Does amrinone inhibition of stimulated bone resorption involve Na+-Ca++ exchange?

N. S. Krieger, V. M. Stathopoulos, Paula H Stern

Research output: Contribution to journalArticlepeer-review

2 Scopus citations


Amrinone, a new cardiotonic agent, inhibits stimulated bone resorption in vitro. Pretreatment of neonatal mouse calvaria or fetal rat limb bones in culture with 2 x 10-4 M amrinone for 6 hr reduces the response to a stimulatory agent added after washing out amrinone. This irreversible inhibition by amrinone could be blocked if the stimulatory agent was present together with amrinone during the pretreatment. To determine whether the early interaction of amrinone with this system involved an effect on a Na+-Ca++ exchange that may be required for stimulated calcium release from bone, the pretreatment effect of amrinone was examined under conditions of altered medium calcium or sodium concentration. If the calcium concentration was lowered during the 6 hr pretreatment, the inhibitory effect of amrinone was partially overcome; conversely increasing the calcium concentration during the pretreatment potentiated the effect of a submaximal concentration of amrinone. Although these results were consistent with amrinone blocking the Na+-Ca++ exchange mechanism, the effects of altering the medium sodium concentration during the 6 hr pretreatment were inconclusive. Therefore sodium-independent effects of amrinone on calcium transport cannot be ruled out. Amrinone also inhibited macromolecular synthesis in bone but this effect does not account for its ability to inhibit stimulated resorption.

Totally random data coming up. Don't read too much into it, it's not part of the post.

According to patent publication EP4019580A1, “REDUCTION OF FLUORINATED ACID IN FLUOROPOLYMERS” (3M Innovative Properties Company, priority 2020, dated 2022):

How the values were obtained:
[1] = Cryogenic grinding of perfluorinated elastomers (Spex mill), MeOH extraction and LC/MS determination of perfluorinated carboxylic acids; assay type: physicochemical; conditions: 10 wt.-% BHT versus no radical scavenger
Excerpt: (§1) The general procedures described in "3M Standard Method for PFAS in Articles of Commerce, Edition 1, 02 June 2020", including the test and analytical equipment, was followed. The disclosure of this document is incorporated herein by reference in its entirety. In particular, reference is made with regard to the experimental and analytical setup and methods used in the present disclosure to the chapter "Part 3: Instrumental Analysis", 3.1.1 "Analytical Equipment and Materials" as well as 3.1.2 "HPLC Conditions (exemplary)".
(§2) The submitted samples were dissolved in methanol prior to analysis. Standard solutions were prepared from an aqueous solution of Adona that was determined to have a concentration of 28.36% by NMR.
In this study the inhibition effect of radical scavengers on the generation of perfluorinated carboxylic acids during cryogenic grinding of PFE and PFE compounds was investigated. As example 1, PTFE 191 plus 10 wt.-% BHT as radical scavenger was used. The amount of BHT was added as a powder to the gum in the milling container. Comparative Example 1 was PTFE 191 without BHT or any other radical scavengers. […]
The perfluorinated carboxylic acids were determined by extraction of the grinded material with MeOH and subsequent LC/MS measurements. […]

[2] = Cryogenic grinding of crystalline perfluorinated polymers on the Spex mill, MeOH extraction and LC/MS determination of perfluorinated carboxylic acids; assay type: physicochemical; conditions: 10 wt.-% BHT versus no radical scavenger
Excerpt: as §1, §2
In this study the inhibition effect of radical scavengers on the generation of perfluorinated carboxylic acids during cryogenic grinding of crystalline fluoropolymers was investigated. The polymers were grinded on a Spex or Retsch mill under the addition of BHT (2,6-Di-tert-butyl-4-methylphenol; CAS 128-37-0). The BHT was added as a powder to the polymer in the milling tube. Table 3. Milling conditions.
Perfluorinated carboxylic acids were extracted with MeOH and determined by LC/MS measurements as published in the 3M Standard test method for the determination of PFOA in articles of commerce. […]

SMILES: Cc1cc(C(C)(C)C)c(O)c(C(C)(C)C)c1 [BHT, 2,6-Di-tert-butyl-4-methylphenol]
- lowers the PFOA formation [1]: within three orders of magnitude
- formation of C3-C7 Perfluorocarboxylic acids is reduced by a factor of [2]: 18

Original languageEnglish (US)
Issue number3 II MONOGR. 120
StatePublished - Jan 1 1986

ASJC Scopus subject areas

  • Physiology
  • Cardiology and Cardiovascular Medicine


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